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AMSA swings into profit, but expects SA market to remain subdued

Source: Engineering News Date: 12 May 2014

Africa’s largest steel producer ArcelorMittal South Africa (AMSA) partially shrugged off weak domestic market conditions in the first quarter to March 31, 2014, to report a sharp turnaround in headline earnings of R323-million, from a loss of R270-million in the fire-afflicted corresponding period in 2013.

The recovery was supported by 5% higher year-on-year sales of 1.1-million tons and a 21% rise in liquid steel production to 1.2-million tons, which helped lift revenue by 18% to R9.2-billion, as compared with R7.8-billion in the same period last year.

Earnings before interest, tax, depreciation and amortisation improved by R585-million period-on-period to R754-million, supported by a weakening in the rand and “improved competitiveness of iron-ore supply”.

However, acting CEO Dr Hans Rosenstock still described trading conditions as tough, highlighting a particularly weak domestic market during the period. Local sales volumes fell 11% in the period and the group expected the market to remain subdued during the second quarter.

A further weakening of activity in manufacturing and mining was also anticipated, which AMSA said increased the risk that overall economic growth for the year could be lower.

“Coupled with this, the Purchasing Managers Index indicates low levels of confidence in the production sector. These conditions have led to continued weak steel demand, with local producers and end-users facing stiff competition from cheaper imports,” Rosenstock said in a statement to shareholders.

Domestic demand was also likely to be dampened by the recent rise in interest rates, which would negatively affect consumer spending and the affordability of new motor vehicles.

The first quarter turnaround was supported in the main by an increase in average net realised prices and a 70% increase in export shipments.

AMSA said sub-Saharan Africa showed continued growth and strong demand, driven by investments in large infrastructure projects such as mining, roads, rail, housing developments and energy. It was also optimistic about prospects in the oil and gas sector, owing to recent investments.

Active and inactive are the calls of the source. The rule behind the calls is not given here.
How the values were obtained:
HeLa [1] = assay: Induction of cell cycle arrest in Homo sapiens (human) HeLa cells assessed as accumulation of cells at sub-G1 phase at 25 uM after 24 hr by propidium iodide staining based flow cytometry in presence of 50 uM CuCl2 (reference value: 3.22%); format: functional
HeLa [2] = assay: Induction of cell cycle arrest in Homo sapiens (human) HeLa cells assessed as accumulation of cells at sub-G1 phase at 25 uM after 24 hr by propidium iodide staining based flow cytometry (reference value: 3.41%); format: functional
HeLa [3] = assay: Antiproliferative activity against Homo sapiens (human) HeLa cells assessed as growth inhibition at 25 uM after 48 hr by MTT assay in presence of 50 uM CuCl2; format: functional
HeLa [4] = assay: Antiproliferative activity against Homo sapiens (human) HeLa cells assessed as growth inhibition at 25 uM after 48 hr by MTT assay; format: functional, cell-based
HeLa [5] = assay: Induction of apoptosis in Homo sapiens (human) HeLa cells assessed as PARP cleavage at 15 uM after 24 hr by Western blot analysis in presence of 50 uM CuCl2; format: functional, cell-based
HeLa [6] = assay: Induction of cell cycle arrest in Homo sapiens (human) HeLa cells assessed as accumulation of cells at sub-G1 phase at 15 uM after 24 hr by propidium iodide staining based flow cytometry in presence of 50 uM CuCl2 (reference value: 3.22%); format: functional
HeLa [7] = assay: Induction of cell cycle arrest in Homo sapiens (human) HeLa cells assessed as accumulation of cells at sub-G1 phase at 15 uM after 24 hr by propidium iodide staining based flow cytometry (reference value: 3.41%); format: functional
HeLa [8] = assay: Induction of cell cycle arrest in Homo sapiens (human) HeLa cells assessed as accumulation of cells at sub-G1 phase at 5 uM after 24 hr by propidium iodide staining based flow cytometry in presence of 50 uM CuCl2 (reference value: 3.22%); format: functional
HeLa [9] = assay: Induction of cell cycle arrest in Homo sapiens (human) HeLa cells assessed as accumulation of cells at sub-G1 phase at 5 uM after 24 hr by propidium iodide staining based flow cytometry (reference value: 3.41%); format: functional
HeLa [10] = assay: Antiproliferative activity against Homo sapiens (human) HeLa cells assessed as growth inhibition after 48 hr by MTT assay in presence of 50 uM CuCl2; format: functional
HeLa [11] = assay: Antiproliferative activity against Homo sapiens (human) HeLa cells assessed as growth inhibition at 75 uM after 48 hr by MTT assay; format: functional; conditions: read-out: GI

However, the group’s cash reduced considerably during the quarter, from R1.1-billion to a negative R191-million, owing to the build-up of metal stocks in preparation for a R1.6-billion reline of the Newcastle blast furnace. The project would begin during the current quarter and continue for four months.

“Stocks have been put in place to assure that the domestic demand can be supplied during the project duration of approximately four months. However, production costs will be high, and the market is expected to remain subdued overall. We expect this to negatively impact our results,” Rosenstock warned.

Africa’s largest steel producer ArcelorMittal South Africa (AMSA) partially shrugged off weak domestic market conditions in the first quarter to March 31, 2014, to report a sharp turnaround in headline earnings of R323-million, from a loss of R270-million in the fire-afflicted corresponding period in 2013.

The recovery was supported by 5% higher year-on-year sales of 1.1-million tons and a 21% rise in liquid steel production to 1.2-million tons, which helped lift revenue by 18% to R9.2-billion, as compared with R7.8-billion in the same period last year.

Earnings before interest, tax, depreciation and amortisation improved by R585-million period-on-period to R754-million, supported by a weakening in the rand and “improved competitiveness of iron-ore supply”.

However, acting CEO Dr Hans Rosenstock still described trading conditions as tough, highlighting a particularly weak domestic market during the period. Local sales volumes fell 11% in the period and the group expected the market to remain subdued during the second quarter.

A further weakening of activity in manufacturing and mining was also anticipated, which AMSA said increased the risk that overall economic growth for the year could be lower.

“Coupled with this, the Purchasing Managers Index indicates low levels of confidence in the production sector. These conditions have led to continued weak steel demand, with local producers and end-users facing stiff competition from cheaper imports,” Rosenstock said in a statement to shareholders.

Domestic demand was also likely to be dampened by the recent rise in interest rates, which would negatively affect consumer spending and the affordability of new motor vehicles.

The first quarter turnaround was supported in the main by an increase in average net realised prices and a 70% increase in export shipments.

AMSA said sub-Saharan Africa showed continued growth and strong demand, driven by investments in large infrastructure projects such as mining, roads, rail, housing developments and energy. It was also optimistic about prospects in the oil and gas sector, owing to recent investments.

However, the group’s cash reduced considerably during the quarter, from R1.1-billion to a negative R191-million, owing to the build-up of metal stocks in preparation for a R1.6-billion reline of the Newcastle blast furnace. The project would begin during the current quarter and continue for four months.

“Stocks have been put in place to assure that the domestic demand can be supplied during the project duration of approximately four months. However, production costs will be high, and the market is expected to remain subdued overall. We expect this to negatively impact our results,” Rosenstock warned.

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